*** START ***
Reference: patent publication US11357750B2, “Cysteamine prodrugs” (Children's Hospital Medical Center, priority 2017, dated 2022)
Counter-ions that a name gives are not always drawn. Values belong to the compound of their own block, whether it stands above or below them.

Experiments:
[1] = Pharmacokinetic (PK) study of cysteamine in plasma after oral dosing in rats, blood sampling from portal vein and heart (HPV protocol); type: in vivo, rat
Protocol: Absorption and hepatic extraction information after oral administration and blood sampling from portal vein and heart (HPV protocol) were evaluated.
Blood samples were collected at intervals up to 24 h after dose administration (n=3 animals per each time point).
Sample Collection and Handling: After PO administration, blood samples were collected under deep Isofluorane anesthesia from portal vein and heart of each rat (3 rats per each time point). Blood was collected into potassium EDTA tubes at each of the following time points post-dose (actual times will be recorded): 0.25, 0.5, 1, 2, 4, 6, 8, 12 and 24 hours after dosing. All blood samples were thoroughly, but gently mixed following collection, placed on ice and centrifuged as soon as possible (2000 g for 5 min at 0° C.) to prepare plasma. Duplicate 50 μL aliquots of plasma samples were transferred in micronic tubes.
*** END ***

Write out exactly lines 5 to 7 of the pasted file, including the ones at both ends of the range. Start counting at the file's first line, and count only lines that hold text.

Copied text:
Protocol: Absorption and hepatic extraction information after oral administration and blood sampling from portal vein and heart (HPV protocol) were evaluated.
Blood samples were collected at intervals up to 24 h after dose administration (n=3 animals per each time point).
Sample Collection and Handling: After PO administration, blood samples were collected under deep Isofluorane anesthesia from portal vein and heart of each rat (3 rats per each time point). Blood was collected into potassium EDTA tubes at each of the following time points post-dose (actual times will be recorded): 0.25, 0.5, 1, 2, 4, 6, 8, 12 and 24 hours after dosing. All blood samples were thoroughly, but gently mixed following collection, placed on ice and centrifuged as soon as possible (2000 g for 5 min at 0° C.) to prepare plasma. Duplicate 50 μL aliquots of plasma samples were transferred in micronic tubes.